Home / A Pet's Life / Finding the best dog sitter for travel Part 2 - the human

Finding the best dog sitter for travel Part 2 - the human

en years ago, finding a good dog sitter meant walking down the street to your neighbors house and asking the local adolescent if he or she wanted to make a few bucks. Boy have times changed. Today, there are a half dozen websites where you can find a reputable, legitimate dog sitter with the click of a button. Let’s determine what the best sites and considerations are to find a human for your pup before your next trip.

The major websites

Without endorsing any specific website, it’s very easy to google “dog sitter near me” and find dozens of commercial, large companies along with local sitters in your area. From Craigslist to Rover to DogVacay to Care.com, it’s easy to sign up and find a sitter lickity split. If you don’t want to sign-up for a website, some of the more local options are probably better, but if you’re okay with taking ten minutes, then one of the major providers offers the best bang for the buck. With hundreds of reviews and thousands of sitters nationwide, just take your time and slowly browse through these sites; you’ll find someone who matches in no time.

What to look out for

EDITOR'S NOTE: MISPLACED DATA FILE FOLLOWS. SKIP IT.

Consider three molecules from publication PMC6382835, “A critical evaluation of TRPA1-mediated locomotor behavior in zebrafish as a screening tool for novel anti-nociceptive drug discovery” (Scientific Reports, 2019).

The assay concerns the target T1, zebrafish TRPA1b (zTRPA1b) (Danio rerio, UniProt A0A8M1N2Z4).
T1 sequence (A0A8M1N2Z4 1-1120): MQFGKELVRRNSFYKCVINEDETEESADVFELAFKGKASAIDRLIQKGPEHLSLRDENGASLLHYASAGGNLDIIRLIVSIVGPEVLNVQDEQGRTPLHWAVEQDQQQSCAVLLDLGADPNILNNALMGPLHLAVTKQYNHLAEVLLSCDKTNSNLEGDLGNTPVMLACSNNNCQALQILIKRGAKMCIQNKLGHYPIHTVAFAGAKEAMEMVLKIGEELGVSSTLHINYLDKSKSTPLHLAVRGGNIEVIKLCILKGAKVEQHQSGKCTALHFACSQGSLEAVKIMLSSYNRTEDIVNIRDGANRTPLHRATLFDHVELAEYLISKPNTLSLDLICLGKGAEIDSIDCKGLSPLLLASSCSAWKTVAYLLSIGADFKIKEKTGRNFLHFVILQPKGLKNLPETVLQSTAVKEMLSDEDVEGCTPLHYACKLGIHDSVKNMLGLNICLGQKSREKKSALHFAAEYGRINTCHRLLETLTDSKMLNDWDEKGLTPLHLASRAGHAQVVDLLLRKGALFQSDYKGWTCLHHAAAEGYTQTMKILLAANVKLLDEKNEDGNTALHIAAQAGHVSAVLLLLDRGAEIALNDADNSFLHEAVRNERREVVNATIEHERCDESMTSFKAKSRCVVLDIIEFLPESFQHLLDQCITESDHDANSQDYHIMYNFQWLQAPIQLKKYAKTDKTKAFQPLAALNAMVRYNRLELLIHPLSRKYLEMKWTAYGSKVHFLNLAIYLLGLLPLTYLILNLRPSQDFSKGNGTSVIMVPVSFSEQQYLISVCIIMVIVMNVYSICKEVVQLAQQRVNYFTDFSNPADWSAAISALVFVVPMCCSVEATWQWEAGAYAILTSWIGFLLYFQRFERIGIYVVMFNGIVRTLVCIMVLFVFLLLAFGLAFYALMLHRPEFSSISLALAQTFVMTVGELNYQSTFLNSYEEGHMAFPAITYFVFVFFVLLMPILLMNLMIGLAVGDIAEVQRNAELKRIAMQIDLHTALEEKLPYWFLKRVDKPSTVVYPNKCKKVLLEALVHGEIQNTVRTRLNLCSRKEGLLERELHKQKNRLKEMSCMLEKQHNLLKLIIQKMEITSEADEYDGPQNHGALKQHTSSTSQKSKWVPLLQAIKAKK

Like Yelp, most of the dog websites are stock full of reviews and verifications so you know what you’re getting. Unfortunately, you’ll quickly see that dog sitting isn’t cheap! Always better than boarding, having a human sit your dog in a one-on-one or close to it setting is going to cost a few bucks. You’ll quickly notice that the more reviewed and less available someone is, there’s a good chance this person is more expensive. As you can imagine, gaining a reputation as a quality dog sitter gets the sitter a lot of business! You may be tempted to go with someone new or someone inexpensive, but just like everything, you get what you pay for. Watch out for red flags like inexperience with medicines, no close outdoor areas nearby, and inexperience or inability to talk intelligently about different breeds. If you have a hyper pup, someone who doesn’t look very active might not be a great fit. Similarly, if your pup is very docile, and the dog sitter has hyperactive children in the house, it might be wise to consider other options. Just be mindful.